Posted On: 12/09/2015 - Viewed: 19909
When Himalayan salt lamps are lit up, they diffuse negative ions into the atmosphere, which is particularly good for human organism. However, what exactly are negative ions? And why are they good for us?
Every atom of matter is generally divided into an equal number of protons, which have a positive electrical charge, and electrons, which have a negative electrical charge. While the protons stay where they are, it sometimes happens that the electrons get wanderlust and feel like roaming around. Frequently, an electron packs up and leaves its atom. It may wander around for a bit, then choose to settle down in another passing atom.
Once an electron leaves its atom or arrives in a new one, we’re no longer talking of atoms but ions. An atom becomes an ion when it ceases to have an even number of electrons and protons. The atom becomes a positive ion when an electron leaves, because the protons with their positive electrical charges are now in a majority. The atom becomes a negative ion if it has to add one more place setting: in other words, if a foreign electron becomes a squatter in the atom, then the negatively charged electrons are greater in quantity than the protons.

The idea that negative ions could have a positive impact on living organisms was the fruit of many chance observations as well as focused experiments. As early as the late eighteenth century, scientists noted that static electricity seemed to benefit plant growth, and this fact was the kernel of many experiments and inventions for the next hundred years. Then, in 1899, a pair of German physicists, Julius Elster and Hans Friedrich Geitel, established that these beneficial effects were caused by electrically charged particles called ions. Yet it wasn’t until 1932 that an American researcher, DR.Clarence Hansell, discovered that ions could also have an impact on a person’s state of mind.

After that point, there were many projects and experiments designed by scientists and psychologists alike to evaluate the effects of negative ions on human physiology and behavior. Professor J.M. Olivereau noted increased aggressive and/or depressive behavior, in both people and animals, in environments that had few negative ions. On the other hand, such behavior decreased markedly when large amounts of negative ions were diffused into a room. Other researchers have demonstrated that an environment rich in negative ions reinforces the body’s vital processes, slowing down and even reversing health problems such as pain, depression, fatigue, headaches and asthma. Professor Albert Krueger, of the University of California at Berkeley, proved that the negative ions produced by a thunderstorms and waterfalls are what cause our positive emotional and physical responses to them.

In Salzburg, Austria, two scientists established an obvious link between certain winds charged with positive ions and aggressive, pathogenic behaviors. It is thought that an environment too rich in positive ions, and consequently poor in negative ions, causes a lot of tiredness, trouble concentrating, repeated migraine headaches, insomnia, continual irritation, and recurrent depressive states. Experiments done on animals have shown that an environment totally saturated with positive ions (and therefore totally lacking in negative ones) will disrupt an animal’s immune system.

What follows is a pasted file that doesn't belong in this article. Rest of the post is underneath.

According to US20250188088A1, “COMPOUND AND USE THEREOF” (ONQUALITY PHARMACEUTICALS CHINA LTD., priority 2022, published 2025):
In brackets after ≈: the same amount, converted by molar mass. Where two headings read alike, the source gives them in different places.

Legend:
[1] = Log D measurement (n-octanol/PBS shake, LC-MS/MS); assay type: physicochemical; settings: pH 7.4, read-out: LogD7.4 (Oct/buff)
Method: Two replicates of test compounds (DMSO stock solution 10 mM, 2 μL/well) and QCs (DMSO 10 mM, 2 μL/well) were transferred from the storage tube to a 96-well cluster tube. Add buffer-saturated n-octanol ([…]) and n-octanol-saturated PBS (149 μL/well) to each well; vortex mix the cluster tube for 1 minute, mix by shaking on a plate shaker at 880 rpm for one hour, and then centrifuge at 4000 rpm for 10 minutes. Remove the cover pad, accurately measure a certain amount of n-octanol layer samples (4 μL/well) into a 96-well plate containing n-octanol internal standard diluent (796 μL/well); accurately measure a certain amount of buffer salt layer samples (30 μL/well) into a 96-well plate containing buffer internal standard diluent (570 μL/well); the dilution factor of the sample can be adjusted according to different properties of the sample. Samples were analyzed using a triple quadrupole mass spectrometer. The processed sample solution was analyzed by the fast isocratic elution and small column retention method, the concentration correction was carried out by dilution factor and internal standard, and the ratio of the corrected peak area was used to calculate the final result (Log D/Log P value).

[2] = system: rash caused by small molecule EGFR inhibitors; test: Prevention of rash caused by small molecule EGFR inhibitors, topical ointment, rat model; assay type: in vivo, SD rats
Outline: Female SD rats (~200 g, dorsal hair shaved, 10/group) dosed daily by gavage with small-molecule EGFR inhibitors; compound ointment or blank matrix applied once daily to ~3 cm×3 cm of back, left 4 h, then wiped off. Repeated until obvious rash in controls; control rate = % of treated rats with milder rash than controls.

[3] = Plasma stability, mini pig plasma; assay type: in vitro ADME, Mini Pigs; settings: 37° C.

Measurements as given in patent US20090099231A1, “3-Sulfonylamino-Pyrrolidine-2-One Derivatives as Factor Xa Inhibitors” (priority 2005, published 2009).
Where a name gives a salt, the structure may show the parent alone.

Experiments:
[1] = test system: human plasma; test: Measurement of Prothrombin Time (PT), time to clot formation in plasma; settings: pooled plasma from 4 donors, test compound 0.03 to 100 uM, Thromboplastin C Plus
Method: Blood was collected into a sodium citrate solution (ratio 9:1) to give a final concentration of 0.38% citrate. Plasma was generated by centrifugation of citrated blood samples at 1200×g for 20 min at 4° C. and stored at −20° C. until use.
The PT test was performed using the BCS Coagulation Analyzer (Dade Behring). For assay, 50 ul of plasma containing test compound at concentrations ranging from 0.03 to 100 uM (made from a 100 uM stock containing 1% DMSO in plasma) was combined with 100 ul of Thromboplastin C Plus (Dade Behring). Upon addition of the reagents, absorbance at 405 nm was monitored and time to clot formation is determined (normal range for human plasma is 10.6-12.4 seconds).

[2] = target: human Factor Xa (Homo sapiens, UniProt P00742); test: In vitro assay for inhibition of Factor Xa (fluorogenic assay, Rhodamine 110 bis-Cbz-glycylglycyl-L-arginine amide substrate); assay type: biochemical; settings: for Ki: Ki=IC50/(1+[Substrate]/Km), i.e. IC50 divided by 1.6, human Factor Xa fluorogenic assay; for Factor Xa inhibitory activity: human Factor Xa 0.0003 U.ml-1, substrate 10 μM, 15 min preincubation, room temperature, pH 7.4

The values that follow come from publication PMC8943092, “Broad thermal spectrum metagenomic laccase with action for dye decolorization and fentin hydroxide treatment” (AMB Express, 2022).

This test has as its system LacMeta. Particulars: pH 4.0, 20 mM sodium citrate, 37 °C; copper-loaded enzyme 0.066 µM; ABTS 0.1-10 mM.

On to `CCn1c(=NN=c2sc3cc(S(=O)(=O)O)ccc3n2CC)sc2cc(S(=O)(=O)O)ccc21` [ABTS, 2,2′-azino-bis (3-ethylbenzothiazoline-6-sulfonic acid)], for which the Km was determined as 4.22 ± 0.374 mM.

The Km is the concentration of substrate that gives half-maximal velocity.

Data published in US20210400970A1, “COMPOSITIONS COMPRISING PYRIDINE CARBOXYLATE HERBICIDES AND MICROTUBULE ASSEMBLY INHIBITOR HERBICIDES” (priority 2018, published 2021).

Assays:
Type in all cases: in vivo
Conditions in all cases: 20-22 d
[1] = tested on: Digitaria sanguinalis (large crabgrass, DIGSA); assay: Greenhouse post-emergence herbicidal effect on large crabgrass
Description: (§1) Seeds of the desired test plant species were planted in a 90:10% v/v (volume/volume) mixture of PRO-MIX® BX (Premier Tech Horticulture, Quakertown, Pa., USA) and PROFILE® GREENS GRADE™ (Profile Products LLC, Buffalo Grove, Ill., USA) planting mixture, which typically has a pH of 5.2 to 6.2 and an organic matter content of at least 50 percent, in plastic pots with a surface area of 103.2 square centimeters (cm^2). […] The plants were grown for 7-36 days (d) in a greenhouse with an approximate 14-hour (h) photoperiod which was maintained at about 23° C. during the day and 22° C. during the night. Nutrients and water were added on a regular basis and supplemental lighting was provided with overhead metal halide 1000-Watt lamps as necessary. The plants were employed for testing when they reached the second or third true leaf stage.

Himalayan salt lamps generate a constant flow of negative ions, compensating for the general lack of them existing in our modern world. Studies suggest that we would benefit most from an environment that has about 1,000 to 1,500 negative ions per cubic centimeter of air. By comparison, the air after a thunderstorm attains densities of 2,000 negative ions per cubic centimeter. Most of the time, however, in our built environments, we remain far from that ideal: in a small town we generally find about 250 negative ions per cubic centimeter, scarcely 50 in a big city.

Indoor environments are even less healthful. In most homes we find scarcely 100 negative ions per cubic centimeter; we shall see why later on. The interior of most cars and trucks has only about 10 negative ions per cubic centimeter; no wonder long drives make us tired! The areas most saturated with negative ions are the less populated ones: there are 1,500 negative ions per cubic centimeter in mountainous regions and in the heart of a pine forest, 1,000 in a countryside with a small population. These figures clearly show that the more a zone is subject to air pollution, the poorer the atmosphere is in negative ions. But as we shall see, other types of pollution also threaten us.

Himalayan salt lamps make it possible to limit some of the disadvantages of urban life by counterbalancing the harmful effects. They are really a tool for protection, even if you exclude the field of magical experience from such a definition. However, Himalayan salt lamps don’t merely improve our air quality; they literally bombard our organism with negative ions, and thus functions as very powerful energizers. In this sense they are similar to ocean waves, which create negative ions through the phenomenon of ebb and flow, or conifer forests, which generate negative ions in the rubbing together of their pine needles. In both cases, these natural forces de-saturate the atmosphere. In both cases, these natural forces de-saturate the atmosphere. That is why we regenerate ourselves in these environments, independently of the air quality.
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Himalayan Salt Crystal Lamps for healing, harmony and purification by Clemence Lefevre (page 19-25)
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